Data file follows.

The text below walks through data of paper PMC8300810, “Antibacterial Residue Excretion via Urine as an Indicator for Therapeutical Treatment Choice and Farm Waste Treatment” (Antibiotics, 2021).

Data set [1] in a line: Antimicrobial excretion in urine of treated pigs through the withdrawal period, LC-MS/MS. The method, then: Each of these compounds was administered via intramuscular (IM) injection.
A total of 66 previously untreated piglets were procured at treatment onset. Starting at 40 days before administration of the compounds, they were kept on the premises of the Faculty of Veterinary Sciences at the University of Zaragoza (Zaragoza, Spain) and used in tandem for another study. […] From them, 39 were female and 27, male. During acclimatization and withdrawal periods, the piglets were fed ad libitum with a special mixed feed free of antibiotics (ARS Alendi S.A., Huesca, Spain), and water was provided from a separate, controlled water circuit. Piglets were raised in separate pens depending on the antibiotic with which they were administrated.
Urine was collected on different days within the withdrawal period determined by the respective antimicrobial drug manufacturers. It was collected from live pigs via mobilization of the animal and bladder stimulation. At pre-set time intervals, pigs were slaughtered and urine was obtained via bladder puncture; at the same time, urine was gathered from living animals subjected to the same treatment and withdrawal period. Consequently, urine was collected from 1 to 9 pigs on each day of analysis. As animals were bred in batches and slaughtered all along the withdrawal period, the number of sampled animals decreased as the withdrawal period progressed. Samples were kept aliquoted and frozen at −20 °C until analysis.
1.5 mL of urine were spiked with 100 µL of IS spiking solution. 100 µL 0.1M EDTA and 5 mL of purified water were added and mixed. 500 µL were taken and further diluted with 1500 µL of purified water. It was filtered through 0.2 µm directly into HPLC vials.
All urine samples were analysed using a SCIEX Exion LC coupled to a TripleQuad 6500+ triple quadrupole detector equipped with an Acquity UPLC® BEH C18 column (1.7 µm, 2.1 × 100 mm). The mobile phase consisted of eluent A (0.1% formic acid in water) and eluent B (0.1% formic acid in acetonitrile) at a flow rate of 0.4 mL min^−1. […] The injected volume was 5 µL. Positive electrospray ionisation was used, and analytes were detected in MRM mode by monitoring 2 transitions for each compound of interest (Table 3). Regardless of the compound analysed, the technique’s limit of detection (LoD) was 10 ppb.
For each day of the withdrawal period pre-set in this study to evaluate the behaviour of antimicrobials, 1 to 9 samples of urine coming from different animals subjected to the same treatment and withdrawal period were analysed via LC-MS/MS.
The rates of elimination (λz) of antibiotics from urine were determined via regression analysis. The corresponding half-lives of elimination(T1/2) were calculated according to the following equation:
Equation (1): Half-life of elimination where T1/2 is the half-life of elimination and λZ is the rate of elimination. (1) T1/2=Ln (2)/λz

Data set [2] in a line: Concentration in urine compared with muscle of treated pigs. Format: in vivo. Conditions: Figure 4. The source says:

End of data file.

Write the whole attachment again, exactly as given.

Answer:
The text below walks through data of paper PMC8300810, “Antibacterial Residue Excretion via Urine as an Indicator for Therapeutical Treatment Choice and Farm Waste Treatment” (Antibiotics, 2021).

Data set [1] in a line: Antimicrobial excretion in urine of treated pigs through the withdrawal period, LC-MS/MS. The method, then: Each of these compounds was administered via intramuscular (IM) injection.
A total of 66 previously untreated piglets were procured at treatment onset. Starting at 40 days before administration of the compounds, they were kept on the premises of the Faculty of Veterinary Sciences at the University of Zaragoza (Zaragoza, Spain) and used in tandem for another study. […] From them, 39 were female and 27, male. During acclimatization and withdrawal periods, the piglets were fed ad libitum with a special mixed feed free of antibiotics (ARS Alendi S.A., Huesca, Spain), and water was provided from a separate, controlled water circuit. Piglets were raised in separate pens depending on the antibiotic with which they were administrated.
Urine was collected on different days within the withdrawal period determined by the respective antimicrobial drug manufacturers. It was collected from live pigs via mobilization of the animal and bladder stimulation. At pre-set time intervals, pigs were slaughtered and urine was obtained via bladder puncture; at the same time, urine was gathered from living animals subjected to the same treatment and withdrawal period. Consequently, urine was collected from 1 to 9 pigs on each day of analysis. As animals were bred in batches and slaughtered all along the withdrawal period, the number of sampled animals decreased as the withdrawal period progressed. Samples were kept aliquoted and frozen at −20 °C until analysis.
1.5 mL of urine were spiked with 100 µL of IS spiking solution. 100 µL 0.1M EDTA and 5 mL of purified water were added and mixed. 500 µL were taken and further diluted with 1500 µL of purified water. It was filtered through 0.2 µm directly into HPLC vials.
All urine samples were analysed using a SCIEX Exion LC coupled to a TripleQuad 6500+ triple quadrupole detector equipped with an Acquity UPLC® BEH C18 column (1.7 µm, 2.1 × 100 mm). The mobile phase consisted of eluent A (0.1% formic acid in water) and eluent B (0.1% formic acid in acetonitrile) at a flow rate of 0.4 mL min^−1. […] The injected volume was 5 µL. Positive electrospray ionisation was used, and analytes were detected in MRM mode by monitoring 2 transitions for each compound of interest (Table 3). Regardless of the compound analysed, the technique’s limit of detection (LoD) was 10 ppb.
For each day of the withdrawal period pre-set in this study to evaluate the behaviour of antimicrobials, 1 to 9 samples of urine coming from different animals subjected to the same treatment and withdrawal period were analysed via LC-MS/MS.
The rates of elimination (λz) of antibiotics from urine were determined via regression analysis. The corresponding half-lives of elimination(T1/2) were calculated according to the following equation:
Equation (1): Half-life of elimination where T1/2 is the half-life of elimination and λZ is the rate of elimination. (1) T1/2=Ln (2)/λz

Data set [2] in a line: Concentration in urine compared with muscle of treated pigs. Format: in vivo. Conditions: Figure 4. The source says: